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Fritz KREISLER (1875-1962)
String Quartet in A minor (1921) [25:45]
Alexander ZEMLINSKY (1871-1942)
String Quartet in E minor (c.1893) [25:08]
Erwin SCHULHOFF (1894-1942)
Five Pieces for String Quartet (1923) [13:04]
Artis Quartett Wien
rec. December 2014, Wyastone Leys, Monmouth
NIMBUS NI5942 [63:57]

The Artis Quartet of Vienna, as I’m calling it (Arts-Quartett Wien, if you prefer), continues its exploration of Zemlinsky’s legacy with this persuasive recording of his early 1893 quartet, a work not to be published until over a century later. It’ a fragrant affair, years away from Expressionist clouds, and full of suggestive Bohemian lyricism. The opening movement is in rather convoluted sonata form – some editorial unpacking might have streamlined things - but the light-hearted Czech rhythms in the Scherzo point to the prevailing influence of the still-very-much-alive DvořŠk; a genial folkloric dance, in effect. The sighing expression of the slow movement, where leader Peter Schuhmayer revs up his vibrato, wears a lightly woven melancholy – nothing too serious – before ushering in a confident, bracing finale. Would you know this was Zemlinsky? Probably not if you only knew his later works - but tracing early works invariably points up stylistic affiliations that were later to be cast off.

Fritz Kreisler encoded his native city’s ethos into his beautiful Quartet, composed in 1921. Its reflective melancholy and reminiscent qualities are audible throughout this traversal though it’s a terse kind of nostalgia and not at all misty-eyed. The relatively propulsive tempi in the outer movements – the first in particular – generate a narrative fluidity though sometimes at the expense of sentiment. Curiously they take the exact same tempo that Kreisler did when he recorded the work in London with British colleagues Tommy Petre and William Primrose – from the London String Quartet – and cellist Lauri Kennedy. (I’ve often wondered why Kennedy was preferred to the group’s resident cellist Warwick Evans – who had performed in its London premiere – though admittedly Kennedy was a superb instrumentalist; or maybe Evans had remained in America.) So, the inimitable Kreislerian fillips in the Scherzo may be missing but the vitality cannot be denied in this performance where the harmonically adventurous detours of the finale find the Viennese group at something like its best. Overall though this is a brisk, cool reading.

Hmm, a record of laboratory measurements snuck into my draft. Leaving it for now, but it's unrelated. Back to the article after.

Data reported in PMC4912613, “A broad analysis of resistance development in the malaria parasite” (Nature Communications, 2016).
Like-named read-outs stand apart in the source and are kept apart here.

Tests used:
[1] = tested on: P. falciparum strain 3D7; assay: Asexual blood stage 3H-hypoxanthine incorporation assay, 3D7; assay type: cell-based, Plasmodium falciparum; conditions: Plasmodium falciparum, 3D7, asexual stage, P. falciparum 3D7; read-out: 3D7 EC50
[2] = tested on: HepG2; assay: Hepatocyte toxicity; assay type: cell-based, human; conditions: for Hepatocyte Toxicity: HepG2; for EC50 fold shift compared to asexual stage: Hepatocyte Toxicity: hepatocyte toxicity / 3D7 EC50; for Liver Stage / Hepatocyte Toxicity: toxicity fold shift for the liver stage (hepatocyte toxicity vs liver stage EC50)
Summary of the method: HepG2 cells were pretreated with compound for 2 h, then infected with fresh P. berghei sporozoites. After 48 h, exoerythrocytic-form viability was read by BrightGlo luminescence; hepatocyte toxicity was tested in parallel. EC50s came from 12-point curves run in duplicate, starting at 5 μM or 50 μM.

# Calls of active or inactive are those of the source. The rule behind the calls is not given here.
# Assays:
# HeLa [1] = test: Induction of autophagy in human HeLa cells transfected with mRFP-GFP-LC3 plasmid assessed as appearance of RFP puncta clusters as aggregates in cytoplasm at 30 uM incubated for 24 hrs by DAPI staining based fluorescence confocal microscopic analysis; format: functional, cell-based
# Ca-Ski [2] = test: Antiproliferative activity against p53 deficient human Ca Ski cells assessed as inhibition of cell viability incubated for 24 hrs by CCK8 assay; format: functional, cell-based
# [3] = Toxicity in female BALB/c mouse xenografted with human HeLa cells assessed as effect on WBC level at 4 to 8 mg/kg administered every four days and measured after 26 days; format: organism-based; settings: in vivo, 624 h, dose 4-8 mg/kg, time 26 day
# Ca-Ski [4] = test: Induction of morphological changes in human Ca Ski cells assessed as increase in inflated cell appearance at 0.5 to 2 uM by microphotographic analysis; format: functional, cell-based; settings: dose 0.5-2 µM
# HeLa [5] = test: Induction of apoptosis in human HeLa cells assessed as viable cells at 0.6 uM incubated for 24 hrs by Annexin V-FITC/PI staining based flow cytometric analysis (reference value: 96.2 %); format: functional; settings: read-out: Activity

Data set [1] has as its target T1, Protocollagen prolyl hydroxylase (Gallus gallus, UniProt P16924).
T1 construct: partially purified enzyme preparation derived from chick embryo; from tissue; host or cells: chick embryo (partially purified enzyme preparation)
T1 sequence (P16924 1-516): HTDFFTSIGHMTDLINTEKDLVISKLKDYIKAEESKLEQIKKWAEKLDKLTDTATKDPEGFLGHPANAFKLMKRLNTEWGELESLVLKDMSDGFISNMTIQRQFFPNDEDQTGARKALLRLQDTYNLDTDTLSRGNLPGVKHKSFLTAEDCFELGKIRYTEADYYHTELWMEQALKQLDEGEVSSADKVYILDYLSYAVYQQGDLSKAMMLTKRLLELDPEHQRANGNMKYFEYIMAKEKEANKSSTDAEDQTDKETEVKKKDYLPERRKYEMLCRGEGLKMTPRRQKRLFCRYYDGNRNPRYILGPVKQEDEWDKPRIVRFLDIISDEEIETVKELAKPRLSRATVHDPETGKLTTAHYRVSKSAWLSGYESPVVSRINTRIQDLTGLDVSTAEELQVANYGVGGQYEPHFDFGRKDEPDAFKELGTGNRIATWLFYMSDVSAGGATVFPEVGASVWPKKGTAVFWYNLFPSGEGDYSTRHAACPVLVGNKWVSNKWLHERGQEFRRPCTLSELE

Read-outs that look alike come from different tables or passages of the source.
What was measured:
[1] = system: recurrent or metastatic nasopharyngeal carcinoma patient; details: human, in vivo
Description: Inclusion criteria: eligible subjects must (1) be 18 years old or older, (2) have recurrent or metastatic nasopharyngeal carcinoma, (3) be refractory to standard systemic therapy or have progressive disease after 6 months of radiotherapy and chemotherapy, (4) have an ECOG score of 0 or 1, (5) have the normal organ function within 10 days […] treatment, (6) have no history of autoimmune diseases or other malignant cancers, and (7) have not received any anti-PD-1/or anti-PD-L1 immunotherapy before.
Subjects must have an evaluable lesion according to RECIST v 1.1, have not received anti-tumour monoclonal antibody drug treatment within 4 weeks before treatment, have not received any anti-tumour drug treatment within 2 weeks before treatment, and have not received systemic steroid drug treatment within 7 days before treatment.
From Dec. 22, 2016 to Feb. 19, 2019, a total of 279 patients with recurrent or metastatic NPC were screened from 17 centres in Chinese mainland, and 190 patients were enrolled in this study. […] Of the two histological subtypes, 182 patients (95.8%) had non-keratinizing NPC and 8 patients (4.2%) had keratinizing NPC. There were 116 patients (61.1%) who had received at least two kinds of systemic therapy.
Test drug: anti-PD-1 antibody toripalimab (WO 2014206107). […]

The final work is Schulhoff’s Five Pieces for String Quartet and here, I am afraid, the Artis come rather unstuck. They are too suave, too fast and lack a sure sense of characterisation. Less obviously plush exponents, such the eponymous Schulhoff Quartet on VMS138 bring out the stylised nature of the writing more bitingly. I’d even prefer the Aviv Quartet on Naxos 8.570965 - and their all-Schulhoff disc is a handy addition to the catalogue.

Still, the Schulhoff only lasts 13 minutes and the bigger works are more successful, especially the Zemlinsky. The recording is well judged, bringing out sonority from top to bottom without favouring the upper voices.

Jonathan Woolf


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